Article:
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Use negative mouse scaling value to improve responsiveness System
I know some people are unhappy with the mouse speed settings provided by Apple's Mouse preference pane. There has already been a hint on modifying the preference file directly to achieve more speed. I recently purchased a driverless third-party mouse and was displeased with how painfully slow the mouse pointer moves in response to slight mouse movements, even with high speed settings. It made moving the pointer short distances to things like buttons and web links slow and tedious (see the posts by azerak and osos10 in the above hint.)

So I had an idea: what would happen if the acceleration value was negative? And, to my surprise, it did in fact reverse the acceleration behavior. Small mouse movements were much more responsive, while larger movements were slowed. For me this is a huge improvement, so if you're having the same problem this may be a solution. Right now I'm using a value of -0.3, but I'm still experimenting. It makes small moves quick and I can still move the mouse across my entire screen with relatively little effort.

A speed setting of 0.0 moves the mouse very slowly and ignores how fast the mouse is moving. Probably useless for most of us, but if you need precise movements (like maybe for drawing) it might be of interest.

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Use negative mouse scaling value to improve responsiveness | 6 comments | Create New Account
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HUH?
Authored by: SOX on Jul 18, '03 01:04:36PM

what are you taking about. I dont see any fill-out field on the mose preferences pane in OS X. are you editing the prefs file?



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RTFA.
Authored by: sylvank on Jul 18, '03 01:57:34PM
As he says above:
There has already been a hint on modifying the preference file directly to achieve more speed.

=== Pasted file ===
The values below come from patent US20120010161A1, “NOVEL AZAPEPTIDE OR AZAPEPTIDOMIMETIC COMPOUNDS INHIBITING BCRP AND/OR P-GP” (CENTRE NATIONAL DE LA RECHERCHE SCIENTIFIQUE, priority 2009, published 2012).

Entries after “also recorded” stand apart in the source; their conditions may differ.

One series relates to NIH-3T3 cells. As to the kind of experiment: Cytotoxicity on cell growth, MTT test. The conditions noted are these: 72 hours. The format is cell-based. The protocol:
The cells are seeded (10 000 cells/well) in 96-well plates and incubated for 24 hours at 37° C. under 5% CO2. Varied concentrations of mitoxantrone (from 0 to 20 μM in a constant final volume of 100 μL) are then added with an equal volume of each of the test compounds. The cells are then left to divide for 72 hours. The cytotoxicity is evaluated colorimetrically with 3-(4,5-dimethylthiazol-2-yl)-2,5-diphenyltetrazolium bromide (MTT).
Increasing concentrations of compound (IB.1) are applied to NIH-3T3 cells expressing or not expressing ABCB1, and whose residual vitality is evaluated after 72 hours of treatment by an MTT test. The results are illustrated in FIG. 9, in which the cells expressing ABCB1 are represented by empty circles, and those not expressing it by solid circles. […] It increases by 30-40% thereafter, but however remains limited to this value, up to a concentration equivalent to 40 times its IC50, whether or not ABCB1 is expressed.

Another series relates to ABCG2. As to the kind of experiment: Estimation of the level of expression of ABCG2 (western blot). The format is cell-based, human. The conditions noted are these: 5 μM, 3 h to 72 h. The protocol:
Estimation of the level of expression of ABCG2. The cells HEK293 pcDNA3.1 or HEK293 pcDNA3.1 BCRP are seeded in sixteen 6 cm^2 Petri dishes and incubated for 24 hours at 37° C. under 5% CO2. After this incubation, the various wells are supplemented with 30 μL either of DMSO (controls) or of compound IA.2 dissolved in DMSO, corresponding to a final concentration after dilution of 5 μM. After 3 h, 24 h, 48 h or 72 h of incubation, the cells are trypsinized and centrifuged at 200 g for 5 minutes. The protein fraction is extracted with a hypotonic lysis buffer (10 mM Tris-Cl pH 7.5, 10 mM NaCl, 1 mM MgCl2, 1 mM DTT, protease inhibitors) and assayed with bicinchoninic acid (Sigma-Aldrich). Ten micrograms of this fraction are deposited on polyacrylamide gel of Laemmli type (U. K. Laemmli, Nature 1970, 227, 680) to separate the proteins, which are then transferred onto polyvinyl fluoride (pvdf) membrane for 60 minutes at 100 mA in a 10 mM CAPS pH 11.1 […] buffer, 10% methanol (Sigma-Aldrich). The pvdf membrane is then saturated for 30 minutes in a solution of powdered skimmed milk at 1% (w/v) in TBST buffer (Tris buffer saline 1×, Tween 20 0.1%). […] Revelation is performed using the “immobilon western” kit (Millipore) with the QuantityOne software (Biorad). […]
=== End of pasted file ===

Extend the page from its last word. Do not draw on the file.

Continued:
The linked hint provides instructions:
Using a terminal, edit the .GlobalPreferences.plist file in your ~/Library/Preferences directory. If you're using Pico, for example, type:

pico ~/Library/Preferences/.GlobalPreferences.plist

Once the editor opens, use control-W to search for "scaling". You'll see a couple lines that look like:

[key]com.apple.mouse.scaling[/key]
[real]1.700000000000000e+00[/real]
You can also use textedit to edit the file:

/Applications/TextEdit.app/Contents/MacOS/TextEdit ~/Library/Preferences/.GlobalPreferences.plist &

Or even Property List Editor if you have it installed.
Interestingly, my .GlobalPreferences.plist doesn't have the mouse scaling entry.

[ Reply to This | # ]
Addendum
Authored by: sylvank on Jul 18, '03 02:01:50PM
A comment in the linked article correctly points out that technically, we shouldn't be editing pref files by hand, but using the defaults command, eg:

defaults write -globalDomain com.apple.mouse.scaling -float 3.0

But then where would we be if we always followed the rules?

Probably yelling at our Macs and wondering why preferences aren't loading right: beware messed up XML files. :-)

[ Reply to This | # ]
Use negative mouse scaling value to improve responsiveness
Authored by: flernk on Aug 14, '03 09:29:02AM
Much easier than editing system settings: Just get the program USB Overdrive X which gives you control over, amoung other things, mouse acceleration.

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Use negative mouse scaling value to improve responsiveness
Authored by: fuli42 on Sep 02, '03 09:27:18AM

I would still like to know how to set mouse acceleration from the system, without the use of third-party plugins.
Where can you set the acceleration value?

Thank you



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Mouse Scaling Editable in NSGlobalDomain
Authored by: XUSER on Sep 11, '03 09:59:31AM

I see mouse scaling in the file NSGlobalDomain. In terminal type: defaults read NSGlobalDomain, and hit return. You can find mouse scaling in the results.



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